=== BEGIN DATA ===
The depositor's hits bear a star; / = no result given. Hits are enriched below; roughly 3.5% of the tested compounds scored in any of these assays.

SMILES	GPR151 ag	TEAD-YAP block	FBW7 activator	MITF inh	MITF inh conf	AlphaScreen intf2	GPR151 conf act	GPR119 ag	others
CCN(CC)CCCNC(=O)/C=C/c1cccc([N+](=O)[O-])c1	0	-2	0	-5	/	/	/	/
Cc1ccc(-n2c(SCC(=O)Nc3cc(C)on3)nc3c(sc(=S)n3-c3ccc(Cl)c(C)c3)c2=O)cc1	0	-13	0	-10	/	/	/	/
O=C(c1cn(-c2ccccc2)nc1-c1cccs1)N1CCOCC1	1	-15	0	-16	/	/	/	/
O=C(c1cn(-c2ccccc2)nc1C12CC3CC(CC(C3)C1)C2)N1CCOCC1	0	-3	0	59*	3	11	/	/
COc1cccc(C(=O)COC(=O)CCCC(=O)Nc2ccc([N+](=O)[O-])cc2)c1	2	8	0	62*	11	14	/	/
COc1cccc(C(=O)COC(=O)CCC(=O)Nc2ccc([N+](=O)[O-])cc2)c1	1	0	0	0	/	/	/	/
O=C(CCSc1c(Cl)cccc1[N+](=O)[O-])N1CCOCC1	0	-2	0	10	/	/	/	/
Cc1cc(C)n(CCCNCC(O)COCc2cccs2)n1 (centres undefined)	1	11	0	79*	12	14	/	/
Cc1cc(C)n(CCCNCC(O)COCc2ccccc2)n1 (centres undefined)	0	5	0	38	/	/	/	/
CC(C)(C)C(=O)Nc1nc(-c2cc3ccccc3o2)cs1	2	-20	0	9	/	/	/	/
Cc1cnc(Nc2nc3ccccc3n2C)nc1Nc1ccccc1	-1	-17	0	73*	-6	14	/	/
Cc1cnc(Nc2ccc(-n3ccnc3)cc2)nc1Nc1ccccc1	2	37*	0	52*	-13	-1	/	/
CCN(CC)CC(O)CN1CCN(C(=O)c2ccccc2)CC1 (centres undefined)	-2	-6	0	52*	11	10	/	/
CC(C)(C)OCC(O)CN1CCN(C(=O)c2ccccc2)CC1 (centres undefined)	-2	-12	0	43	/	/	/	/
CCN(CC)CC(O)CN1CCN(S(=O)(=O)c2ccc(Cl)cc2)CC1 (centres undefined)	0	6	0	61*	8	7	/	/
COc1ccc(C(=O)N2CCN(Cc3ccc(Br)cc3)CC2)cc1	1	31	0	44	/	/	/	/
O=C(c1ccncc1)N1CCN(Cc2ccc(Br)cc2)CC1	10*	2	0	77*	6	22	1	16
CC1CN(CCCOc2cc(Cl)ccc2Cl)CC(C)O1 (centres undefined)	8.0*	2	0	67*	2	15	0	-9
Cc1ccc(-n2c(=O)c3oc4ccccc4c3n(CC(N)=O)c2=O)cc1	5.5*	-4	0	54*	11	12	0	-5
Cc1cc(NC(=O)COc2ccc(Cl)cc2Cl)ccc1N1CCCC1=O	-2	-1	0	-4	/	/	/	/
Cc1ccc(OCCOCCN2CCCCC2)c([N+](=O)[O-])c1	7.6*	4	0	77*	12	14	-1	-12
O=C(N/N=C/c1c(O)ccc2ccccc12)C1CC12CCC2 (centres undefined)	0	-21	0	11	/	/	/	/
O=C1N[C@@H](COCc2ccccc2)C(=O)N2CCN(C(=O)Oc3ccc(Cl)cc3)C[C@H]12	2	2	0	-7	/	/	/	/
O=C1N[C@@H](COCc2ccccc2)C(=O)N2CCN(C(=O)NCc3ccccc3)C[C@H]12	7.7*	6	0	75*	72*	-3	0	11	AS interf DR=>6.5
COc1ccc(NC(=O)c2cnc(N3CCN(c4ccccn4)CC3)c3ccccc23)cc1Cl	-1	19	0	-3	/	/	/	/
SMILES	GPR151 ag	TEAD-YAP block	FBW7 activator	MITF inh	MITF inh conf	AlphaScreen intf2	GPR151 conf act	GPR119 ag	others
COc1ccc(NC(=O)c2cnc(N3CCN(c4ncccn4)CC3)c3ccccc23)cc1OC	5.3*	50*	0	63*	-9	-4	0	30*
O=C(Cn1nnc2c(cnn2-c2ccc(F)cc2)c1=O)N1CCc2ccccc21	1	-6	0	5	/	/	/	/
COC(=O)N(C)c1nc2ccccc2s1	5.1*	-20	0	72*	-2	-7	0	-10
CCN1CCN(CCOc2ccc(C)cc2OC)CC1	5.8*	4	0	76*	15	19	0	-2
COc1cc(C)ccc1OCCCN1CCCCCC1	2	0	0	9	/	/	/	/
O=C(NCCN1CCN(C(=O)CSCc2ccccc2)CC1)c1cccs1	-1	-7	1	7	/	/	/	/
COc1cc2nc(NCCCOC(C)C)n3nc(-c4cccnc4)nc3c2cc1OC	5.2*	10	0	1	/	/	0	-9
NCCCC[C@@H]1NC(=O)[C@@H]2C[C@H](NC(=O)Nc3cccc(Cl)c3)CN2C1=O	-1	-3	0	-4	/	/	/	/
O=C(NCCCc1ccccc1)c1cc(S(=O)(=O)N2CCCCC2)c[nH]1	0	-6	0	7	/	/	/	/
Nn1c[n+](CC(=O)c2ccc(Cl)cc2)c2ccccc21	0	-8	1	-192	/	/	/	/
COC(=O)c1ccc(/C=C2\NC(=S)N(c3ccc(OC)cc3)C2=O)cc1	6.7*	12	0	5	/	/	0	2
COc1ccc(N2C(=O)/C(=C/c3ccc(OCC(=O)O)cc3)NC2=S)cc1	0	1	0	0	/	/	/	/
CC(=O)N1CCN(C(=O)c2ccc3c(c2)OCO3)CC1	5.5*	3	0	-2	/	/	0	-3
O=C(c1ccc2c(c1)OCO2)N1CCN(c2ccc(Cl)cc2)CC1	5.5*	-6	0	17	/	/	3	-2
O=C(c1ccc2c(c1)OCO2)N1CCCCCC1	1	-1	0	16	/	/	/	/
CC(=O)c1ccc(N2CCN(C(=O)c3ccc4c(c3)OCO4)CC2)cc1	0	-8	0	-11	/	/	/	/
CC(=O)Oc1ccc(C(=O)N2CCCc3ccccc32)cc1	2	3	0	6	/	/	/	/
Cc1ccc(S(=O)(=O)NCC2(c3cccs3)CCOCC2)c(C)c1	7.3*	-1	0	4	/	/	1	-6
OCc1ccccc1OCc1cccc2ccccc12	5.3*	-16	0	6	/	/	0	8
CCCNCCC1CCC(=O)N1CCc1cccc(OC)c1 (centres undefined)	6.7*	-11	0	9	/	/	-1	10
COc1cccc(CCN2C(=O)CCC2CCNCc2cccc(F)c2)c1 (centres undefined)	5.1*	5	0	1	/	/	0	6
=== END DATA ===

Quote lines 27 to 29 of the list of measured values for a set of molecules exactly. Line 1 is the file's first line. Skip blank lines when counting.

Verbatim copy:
COc1ccc(NC(=O)c2cnc(N3CCN(c4ccccn4)CC3)c3ccccc23)cc1Cl	-1	19	0	-3	/	/	/	/
SMILES	GPR151 ag	TEAD-YAP block	FBW7 activator	MITF inh	MITF inh conf	AlphaScreen intf2	GPR151 conf act	GPR119 ag	others
COc1ccc(NC(=O)c2cnc(N3CCN(c4ncccn4)CC3)c3ccccc23)cc1OC	5.3*	50*	0	63*	-9	-4	0	30*